Photodynamic therapy (PDT) uses a cream and a light source to make the cancer sensitive to light. It is used to treat sunspots, superficial BCCs and squamous cell carcinoma in situ (Bowen’s disease).
First the GP or dermatologist gently scrapes the area with a curette to remove any dry skin or crusting. Then the light-sensitive cream is applied, and after three hours a special light is shined onto the area for about eight minutes. The area is covered with a bandage. For skin cancers, PDT is usually repeated after a week.
What to expect after: Side effects can include redness and swelling, which usually ease after a few days. PDT commonly causes a burning, stinging or tender feeling in the treatment area, particularly to the face. Your doctor may treat you with a cold water spray or pack, or give you a local anaesthetic to help ease any discomfort.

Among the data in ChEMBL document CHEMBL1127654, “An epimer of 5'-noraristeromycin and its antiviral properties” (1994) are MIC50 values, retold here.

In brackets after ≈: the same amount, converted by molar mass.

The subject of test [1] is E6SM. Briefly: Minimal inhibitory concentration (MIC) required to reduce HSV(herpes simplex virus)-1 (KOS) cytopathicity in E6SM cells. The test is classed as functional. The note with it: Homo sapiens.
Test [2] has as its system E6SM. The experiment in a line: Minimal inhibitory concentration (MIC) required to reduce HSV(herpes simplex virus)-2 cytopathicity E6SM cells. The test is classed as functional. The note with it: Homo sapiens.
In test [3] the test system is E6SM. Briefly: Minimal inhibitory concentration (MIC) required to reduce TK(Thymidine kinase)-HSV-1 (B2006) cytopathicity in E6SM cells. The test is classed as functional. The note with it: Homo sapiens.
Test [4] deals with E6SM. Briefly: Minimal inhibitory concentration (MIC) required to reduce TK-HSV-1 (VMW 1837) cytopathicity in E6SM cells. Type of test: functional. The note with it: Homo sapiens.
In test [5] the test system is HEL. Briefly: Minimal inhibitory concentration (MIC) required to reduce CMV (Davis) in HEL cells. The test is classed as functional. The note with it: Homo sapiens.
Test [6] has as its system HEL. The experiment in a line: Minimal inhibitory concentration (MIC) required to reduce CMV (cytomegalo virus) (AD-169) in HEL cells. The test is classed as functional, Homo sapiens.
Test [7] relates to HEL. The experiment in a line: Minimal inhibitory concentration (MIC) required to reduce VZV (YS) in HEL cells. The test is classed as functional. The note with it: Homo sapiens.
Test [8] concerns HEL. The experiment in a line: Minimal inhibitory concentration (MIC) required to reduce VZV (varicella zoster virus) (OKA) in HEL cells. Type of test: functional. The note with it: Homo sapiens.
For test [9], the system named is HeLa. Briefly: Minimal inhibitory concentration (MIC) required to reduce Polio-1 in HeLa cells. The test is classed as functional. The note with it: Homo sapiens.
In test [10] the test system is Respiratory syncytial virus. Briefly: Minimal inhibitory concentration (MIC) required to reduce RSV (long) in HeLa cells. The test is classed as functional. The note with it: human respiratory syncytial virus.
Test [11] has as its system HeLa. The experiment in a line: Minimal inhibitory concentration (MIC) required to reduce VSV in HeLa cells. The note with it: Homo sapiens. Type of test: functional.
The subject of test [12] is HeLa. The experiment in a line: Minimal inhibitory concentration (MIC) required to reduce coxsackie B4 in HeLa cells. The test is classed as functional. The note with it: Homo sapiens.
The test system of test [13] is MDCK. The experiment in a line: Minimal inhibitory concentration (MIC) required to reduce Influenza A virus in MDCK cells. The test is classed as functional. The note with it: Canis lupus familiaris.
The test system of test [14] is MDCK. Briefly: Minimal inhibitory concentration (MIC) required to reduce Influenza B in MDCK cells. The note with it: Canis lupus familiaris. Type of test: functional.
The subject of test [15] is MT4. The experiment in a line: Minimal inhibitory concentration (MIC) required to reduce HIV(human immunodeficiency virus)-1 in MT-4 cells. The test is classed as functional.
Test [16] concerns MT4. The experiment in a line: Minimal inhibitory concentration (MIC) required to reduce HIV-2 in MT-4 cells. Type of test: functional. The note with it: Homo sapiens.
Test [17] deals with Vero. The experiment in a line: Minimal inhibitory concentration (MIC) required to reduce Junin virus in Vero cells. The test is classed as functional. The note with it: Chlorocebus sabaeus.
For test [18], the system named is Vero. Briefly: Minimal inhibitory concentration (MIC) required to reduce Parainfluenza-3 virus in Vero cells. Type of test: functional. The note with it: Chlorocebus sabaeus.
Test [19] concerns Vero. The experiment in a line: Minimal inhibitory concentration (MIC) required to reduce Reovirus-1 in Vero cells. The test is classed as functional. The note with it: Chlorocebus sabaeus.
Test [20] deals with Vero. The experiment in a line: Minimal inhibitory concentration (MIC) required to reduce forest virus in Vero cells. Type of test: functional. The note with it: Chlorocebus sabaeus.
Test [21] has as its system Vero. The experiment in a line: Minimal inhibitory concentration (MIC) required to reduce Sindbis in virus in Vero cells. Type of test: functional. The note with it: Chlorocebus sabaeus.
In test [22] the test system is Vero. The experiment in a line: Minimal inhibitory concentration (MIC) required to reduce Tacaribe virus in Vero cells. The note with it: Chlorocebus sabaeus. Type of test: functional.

Prof Diona Damian, Dermatologist, The University of Sydney at Royal Prince Alfred Hospital, and Associate, Melanoma Institute of Australia, NSW; Dr Annie Ho, Radiation Oncologist, Genesis Care, Macquarie University, St Vincent’s and Mater Hospitals, NSW; Rebecca Johnson, Clinical Nurse Consultant, Melanoma Institute of Australia, NSW; Shannon Jones, SunSmart Health Professionals Coordinator, Cancer Council Victoria; Liz King, Skin Cancer Prevention Manager, Cancer Council NSW; Roslyn McCulloch, Consumer; Caitriona Nienaber, 13 11 20 Consultant, Cancer Council WA; Paige Preston, Policy Advisor, Cancer Prevention, Health and Wellbeing, Cancer Council Queensland; Dr Michael Wagels, Plastic and Reconstructive Surgeon, Princess Alexandra Hospital, QLD.
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